Wrinkles along the Writing Road

By: Kathy Kelsey Foley, director on June 11th, 2014

I’ve been writing grant application narratives and proposals for almost forty years. Longevity doesn’t make the tasks easier, but the processes sure have changed.

At the risk of sounding like my grandmother – I always thought she seemed “old” when she mused about how things had changed – I can’t help but marvel at how technology and other efficiencies have impacted writing tasks.

Who remembers the typewriter? Of course those of us of a certain age remember not only electric typewriters, but also the manual versions.

red IBM Selectric typewriter

The first grant applications I recall working on were typed on a “correcting” IBM Selectric; that was a luxury. This was long before “save as” documents and “copying and pasting” were part of our lexicon. If you left out a word, you started over. Application forms had spaces to fill and we filled them, and we did so mindful of postmark deadlines, often schlepping heavy packages to the post office with only minutes to spare.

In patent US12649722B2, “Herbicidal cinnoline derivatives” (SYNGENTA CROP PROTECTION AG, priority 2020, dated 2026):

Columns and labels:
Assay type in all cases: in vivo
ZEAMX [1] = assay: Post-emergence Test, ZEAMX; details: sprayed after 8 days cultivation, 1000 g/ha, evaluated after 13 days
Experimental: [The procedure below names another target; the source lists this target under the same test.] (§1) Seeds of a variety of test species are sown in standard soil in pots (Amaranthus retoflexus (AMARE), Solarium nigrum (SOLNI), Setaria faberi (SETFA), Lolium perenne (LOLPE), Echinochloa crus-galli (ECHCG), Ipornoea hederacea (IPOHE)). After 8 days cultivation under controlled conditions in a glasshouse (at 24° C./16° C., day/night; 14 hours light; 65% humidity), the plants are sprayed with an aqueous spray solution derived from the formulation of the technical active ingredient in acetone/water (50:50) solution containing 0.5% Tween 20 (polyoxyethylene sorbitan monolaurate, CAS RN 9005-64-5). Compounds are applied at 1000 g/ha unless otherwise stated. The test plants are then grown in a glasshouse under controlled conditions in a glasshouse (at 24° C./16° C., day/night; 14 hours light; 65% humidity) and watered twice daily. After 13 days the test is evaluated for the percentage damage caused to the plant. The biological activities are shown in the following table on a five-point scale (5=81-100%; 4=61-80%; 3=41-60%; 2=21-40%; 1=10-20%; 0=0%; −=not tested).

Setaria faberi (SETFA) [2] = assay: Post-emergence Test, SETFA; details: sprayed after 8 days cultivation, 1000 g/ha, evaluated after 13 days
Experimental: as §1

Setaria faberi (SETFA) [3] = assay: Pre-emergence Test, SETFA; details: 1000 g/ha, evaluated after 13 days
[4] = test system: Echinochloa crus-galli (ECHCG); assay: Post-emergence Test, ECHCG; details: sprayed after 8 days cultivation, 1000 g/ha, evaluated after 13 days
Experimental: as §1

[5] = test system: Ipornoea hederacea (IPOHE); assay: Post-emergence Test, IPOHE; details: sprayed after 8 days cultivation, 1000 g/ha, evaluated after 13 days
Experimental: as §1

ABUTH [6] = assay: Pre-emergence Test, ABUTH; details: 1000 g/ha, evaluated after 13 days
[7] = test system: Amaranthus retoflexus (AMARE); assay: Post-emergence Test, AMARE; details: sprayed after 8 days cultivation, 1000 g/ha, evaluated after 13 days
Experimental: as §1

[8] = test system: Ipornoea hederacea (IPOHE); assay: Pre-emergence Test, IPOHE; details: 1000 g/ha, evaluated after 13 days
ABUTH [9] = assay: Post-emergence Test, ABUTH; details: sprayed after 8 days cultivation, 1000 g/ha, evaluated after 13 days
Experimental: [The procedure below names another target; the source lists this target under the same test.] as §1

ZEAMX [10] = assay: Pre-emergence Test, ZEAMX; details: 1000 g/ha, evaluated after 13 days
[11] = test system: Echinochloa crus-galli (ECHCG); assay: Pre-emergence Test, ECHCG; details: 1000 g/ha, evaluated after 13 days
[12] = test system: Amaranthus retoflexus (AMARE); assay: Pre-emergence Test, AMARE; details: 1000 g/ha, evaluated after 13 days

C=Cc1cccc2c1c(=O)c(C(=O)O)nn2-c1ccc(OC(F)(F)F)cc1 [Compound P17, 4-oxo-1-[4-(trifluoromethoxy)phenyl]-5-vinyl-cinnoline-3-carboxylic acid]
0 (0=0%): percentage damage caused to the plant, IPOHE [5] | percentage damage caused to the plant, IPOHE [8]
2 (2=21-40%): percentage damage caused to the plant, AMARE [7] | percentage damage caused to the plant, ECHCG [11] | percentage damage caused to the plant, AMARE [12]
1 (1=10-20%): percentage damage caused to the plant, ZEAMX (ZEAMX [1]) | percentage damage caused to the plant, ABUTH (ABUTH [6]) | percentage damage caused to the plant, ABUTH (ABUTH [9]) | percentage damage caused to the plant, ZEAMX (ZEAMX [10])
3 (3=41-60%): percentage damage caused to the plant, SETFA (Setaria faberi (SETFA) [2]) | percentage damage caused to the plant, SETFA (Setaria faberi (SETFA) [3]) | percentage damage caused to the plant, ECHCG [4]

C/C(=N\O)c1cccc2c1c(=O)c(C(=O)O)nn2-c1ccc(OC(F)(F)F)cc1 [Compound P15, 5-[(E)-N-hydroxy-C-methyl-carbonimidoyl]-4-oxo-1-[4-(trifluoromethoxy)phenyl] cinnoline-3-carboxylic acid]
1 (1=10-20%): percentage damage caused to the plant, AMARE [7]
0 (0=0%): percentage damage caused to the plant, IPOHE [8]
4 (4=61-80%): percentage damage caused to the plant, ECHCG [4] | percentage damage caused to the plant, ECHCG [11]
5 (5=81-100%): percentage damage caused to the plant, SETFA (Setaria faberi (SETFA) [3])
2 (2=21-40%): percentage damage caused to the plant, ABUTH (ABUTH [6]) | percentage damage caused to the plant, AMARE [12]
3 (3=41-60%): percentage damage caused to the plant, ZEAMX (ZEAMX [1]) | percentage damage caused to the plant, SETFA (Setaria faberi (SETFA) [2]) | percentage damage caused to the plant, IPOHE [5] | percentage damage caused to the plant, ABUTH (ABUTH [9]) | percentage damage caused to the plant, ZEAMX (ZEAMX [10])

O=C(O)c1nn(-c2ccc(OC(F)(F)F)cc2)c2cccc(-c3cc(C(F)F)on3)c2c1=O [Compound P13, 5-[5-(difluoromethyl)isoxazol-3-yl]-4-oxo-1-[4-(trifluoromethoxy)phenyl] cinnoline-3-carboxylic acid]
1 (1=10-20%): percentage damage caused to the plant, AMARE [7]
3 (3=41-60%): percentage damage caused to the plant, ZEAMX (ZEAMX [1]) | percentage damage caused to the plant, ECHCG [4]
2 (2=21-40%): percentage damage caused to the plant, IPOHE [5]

The good old days!?

Fast forward to not only computers, Microsoft Word, and PDFs, but also to online grant application submissions. It’s a whole new world.

grant application form

While many aspects of grant application preparation remain the same – i.e., without a solid concept that’s clearly and logically presented, you’re spinning your wheels – some of the technical advances take time to wrap your head around.

There are usernames and passwords to remember and file-saving formats, like .jpeg, .tif, and others that seem to be written in code. What really caught me off guard recently is a move away from word limits to character counts, including spaces. That’s a different way of thinking, for sure.

At first, I had difficulty trimming, but it didn’t take long for me to really get into the process. It became a challenge I had to meet. When faced with paring a draft of more than 3,800 characters to meet a 3,000 limit, I attacked the Word document more like a lumberman felling trees . . . a word here, another there, and goodbye prepositions because they are character wasters. In no time, I was at 2,999 characters and quite proud.

Submitting applications has changed, too. No more trips to the post office, just a click on the submit button once you’ve checked and re-checked all the elements.

lumberman weilding a big axe

No lamenting “what was” for me. I applaud the efficiency of the online tools and with unfiltered candor; I admit that counting characters has made me even more conscious of every word and space.

Word count: 414
Characters, including spaces: 2,425

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